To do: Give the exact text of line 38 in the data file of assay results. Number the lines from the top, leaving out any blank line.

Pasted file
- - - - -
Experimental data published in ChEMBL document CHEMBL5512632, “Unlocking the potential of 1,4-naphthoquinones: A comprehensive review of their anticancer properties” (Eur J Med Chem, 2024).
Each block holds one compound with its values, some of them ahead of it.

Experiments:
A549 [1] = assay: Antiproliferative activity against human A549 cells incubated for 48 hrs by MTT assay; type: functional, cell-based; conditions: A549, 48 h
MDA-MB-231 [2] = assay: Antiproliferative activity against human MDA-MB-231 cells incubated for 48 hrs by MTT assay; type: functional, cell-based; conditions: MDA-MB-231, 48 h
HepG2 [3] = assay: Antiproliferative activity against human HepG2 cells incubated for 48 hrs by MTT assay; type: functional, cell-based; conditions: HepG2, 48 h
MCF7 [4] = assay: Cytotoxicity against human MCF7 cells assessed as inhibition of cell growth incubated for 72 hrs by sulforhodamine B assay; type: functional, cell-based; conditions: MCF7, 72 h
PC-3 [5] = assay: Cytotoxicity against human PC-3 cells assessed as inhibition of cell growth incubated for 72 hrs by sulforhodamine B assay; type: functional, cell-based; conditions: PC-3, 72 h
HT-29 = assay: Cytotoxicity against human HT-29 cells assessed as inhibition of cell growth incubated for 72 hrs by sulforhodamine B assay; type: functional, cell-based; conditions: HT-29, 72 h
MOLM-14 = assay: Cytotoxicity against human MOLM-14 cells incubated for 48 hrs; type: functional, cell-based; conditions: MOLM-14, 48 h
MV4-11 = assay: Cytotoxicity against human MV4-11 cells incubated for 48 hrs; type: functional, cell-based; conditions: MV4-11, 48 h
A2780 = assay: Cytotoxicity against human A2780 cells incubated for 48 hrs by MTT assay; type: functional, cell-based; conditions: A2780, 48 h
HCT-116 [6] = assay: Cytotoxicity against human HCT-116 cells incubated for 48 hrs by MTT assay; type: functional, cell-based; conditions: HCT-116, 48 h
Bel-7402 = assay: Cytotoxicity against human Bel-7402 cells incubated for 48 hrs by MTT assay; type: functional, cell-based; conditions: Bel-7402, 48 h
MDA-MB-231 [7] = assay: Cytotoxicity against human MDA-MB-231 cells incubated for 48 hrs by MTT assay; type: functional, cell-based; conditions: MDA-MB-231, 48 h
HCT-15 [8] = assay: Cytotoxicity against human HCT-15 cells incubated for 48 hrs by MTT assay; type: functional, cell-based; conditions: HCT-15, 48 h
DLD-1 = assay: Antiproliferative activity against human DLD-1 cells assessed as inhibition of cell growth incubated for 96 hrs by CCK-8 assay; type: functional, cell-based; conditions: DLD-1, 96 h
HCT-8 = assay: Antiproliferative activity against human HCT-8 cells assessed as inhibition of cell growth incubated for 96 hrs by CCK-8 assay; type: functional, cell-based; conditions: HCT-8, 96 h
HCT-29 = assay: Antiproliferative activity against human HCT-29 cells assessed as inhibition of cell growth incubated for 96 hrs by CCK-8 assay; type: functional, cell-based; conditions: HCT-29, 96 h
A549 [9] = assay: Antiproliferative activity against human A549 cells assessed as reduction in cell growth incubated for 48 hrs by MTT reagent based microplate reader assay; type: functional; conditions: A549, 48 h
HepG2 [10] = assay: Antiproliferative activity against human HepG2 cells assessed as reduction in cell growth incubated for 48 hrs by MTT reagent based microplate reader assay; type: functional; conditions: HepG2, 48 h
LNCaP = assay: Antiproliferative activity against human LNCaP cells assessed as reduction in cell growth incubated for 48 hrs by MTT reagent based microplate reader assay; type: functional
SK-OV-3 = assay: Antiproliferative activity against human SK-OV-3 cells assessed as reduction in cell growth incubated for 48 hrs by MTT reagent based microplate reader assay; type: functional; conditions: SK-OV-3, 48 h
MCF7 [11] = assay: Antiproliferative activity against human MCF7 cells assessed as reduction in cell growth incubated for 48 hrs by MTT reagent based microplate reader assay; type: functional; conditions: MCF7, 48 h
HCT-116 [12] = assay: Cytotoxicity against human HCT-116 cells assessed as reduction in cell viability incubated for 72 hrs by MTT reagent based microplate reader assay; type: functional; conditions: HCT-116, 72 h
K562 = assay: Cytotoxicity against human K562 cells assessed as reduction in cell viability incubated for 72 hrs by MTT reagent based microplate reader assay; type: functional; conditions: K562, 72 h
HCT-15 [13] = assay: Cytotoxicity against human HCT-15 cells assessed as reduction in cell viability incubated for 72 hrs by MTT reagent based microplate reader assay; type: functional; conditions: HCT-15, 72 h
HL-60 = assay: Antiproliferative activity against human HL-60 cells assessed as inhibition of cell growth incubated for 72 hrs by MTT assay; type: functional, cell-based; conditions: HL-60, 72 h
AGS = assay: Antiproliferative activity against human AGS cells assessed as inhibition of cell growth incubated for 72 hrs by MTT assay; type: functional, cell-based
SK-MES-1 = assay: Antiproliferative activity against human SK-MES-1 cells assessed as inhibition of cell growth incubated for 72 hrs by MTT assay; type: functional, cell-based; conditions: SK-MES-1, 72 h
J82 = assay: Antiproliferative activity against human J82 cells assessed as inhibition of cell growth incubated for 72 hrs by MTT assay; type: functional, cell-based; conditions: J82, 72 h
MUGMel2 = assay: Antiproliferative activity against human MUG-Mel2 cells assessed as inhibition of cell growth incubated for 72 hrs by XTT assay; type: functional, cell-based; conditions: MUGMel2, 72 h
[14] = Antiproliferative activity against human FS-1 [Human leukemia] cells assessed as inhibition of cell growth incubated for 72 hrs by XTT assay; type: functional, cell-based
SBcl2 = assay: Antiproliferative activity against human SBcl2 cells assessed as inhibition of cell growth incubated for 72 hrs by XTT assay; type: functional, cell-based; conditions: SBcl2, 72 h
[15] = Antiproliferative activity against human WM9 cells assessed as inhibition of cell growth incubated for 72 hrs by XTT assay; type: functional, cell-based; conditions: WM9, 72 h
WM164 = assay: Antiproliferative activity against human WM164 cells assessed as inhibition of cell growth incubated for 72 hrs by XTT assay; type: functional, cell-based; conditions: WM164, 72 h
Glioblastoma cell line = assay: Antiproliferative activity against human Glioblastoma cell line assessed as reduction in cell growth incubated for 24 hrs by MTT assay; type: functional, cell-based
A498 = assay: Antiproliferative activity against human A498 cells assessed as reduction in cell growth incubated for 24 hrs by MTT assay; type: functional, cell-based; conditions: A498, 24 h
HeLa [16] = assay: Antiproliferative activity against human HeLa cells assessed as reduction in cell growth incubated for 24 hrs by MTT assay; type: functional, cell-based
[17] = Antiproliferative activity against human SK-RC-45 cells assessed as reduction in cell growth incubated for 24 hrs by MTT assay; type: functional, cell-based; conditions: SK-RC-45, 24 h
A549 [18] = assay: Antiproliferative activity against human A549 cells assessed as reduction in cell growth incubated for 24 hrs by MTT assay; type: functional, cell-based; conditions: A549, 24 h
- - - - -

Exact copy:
A498 = assay: Antiproliferative activity against human A498 cells assessed as reduction in cell growth incubated for 24 hrs by MTT assay; type: functional, cell-based; conditions: A498, 24 h